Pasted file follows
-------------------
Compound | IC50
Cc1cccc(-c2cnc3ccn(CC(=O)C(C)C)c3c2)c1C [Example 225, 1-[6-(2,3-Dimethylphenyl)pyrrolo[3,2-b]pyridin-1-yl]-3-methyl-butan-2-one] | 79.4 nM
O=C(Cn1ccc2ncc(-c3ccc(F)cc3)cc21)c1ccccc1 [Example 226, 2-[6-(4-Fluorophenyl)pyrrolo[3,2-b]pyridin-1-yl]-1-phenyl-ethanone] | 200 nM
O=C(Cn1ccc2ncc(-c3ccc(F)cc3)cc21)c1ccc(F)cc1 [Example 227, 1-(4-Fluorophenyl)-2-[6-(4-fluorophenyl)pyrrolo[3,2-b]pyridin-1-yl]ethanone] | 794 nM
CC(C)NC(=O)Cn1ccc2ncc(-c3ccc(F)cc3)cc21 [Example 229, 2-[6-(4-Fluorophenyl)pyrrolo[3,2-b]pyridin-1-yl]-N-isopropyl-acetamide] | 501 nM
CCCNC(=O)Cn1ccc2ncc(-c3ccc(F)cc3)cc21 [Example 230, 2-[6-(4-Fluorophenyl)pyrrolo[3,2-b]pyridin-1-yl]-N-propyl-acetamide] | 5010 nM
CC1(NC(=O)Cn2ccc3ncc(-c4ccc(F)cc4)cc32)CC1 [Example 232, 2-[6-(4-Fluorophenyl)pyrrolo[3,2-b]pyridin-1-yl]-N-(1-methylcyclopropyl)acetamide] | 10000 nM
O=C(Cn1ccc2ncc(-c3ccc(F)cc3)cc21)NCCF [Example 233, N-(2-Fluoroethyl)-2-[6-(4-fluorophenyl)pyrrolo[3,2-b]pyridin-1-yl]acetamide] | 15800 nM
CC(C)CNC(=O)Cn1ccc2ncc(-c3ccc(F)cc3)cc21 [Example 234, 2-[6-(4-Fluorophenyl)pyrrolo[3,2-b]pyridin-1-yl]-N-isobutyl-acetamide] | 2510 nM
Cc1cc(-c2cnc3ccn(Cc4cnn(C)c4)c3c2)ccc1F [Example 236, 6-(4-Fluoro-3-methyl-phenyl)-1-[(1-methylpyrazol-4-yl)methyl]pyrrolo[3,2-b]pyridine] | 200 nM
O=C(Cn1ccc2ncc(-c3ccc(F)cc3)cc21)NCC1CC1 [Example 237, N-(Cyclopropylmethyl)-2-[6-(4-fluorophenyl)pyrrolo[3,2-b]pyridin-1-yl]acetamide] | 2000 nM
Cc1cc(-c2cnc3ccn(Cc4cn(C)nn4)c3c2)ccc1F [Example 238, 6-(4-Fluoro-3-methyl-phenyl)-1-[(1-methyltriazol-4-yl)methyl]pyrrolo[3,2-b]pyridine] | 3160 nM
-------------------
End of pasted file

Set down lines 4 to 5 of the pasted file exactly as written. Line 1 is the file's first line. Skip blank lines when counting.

O=C(Cn1ccc2ncc(-c3ccc(F)cc3)cc21)c1ccc(F)cc1 [Example 227, 1-(4-Fluorophenyl)-2-[6-(4-fluorophenyl)pyrrolo[3,2-b]pyridin-1-yl]ethanone] | 794 nM
CC(C)NC(=O)Cn1ccc2ncc(-c3ccc(F)cc3)cc21 [Example 229, 2-[6-(4-Fluorophenyl)pyrrolo[3,2-b]pyridin-1-yl]-N-isopropyl-acetamide] | 501 nM